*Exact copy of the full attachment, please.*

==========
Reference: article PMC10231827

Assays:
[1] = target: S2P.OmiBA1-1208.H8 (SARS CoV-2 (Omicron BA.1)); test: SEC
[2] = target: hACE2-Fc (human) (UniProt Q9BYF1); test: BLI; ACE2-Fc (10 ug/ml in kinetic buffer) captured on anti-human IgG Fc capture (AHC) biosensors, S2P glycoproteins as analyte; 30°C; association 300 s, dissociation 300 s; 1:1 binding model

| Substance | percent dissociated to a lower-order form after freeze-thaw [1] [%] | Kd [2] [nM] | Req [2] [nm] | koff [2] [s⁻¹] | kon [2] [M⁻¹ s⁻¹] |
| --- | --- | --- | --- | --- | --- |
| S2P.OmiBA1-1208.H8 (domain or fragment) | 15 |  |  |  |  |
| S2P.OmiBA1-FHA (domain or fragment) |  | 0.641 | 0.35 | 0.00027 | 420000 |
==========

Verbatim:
Reference: article PMC10231827

Assays:
[1] = target: S2P.OmiBA1-1208.H8 (SARS CoV-2 (Omicron BA.1)); test: SEC
[2] = target: hACE2-Fc (human) (UniProt Q9BYF1); test: BLI; ACE2-Fc (10 ug/ml in kinetic buffer) captured on anti-human IgG Fc capture (AHC) biosensors, S2P glycoproteins as analyte; 30°C; association 300 s, dissociation 300 s; 1:1 binding model

| Substance | percent dissociated to a lower-order form after freeze-thaw [1] [%] | Kd [2] [nM] | Req [2] [nm] | koff [2] [s⁻¹] | kon [2] [M⁻¹ s⁻¹] |
| --- | --- | --- | --- | --- | --- |
| S2P.OmiBA1-1208.H8 (domain or fragment) | 15 |  |  |  |  |
| S2P.OmiBA1-FHA (domain or fragment) |  | 0.641 | 0.35 | 0.00027 | 420000 |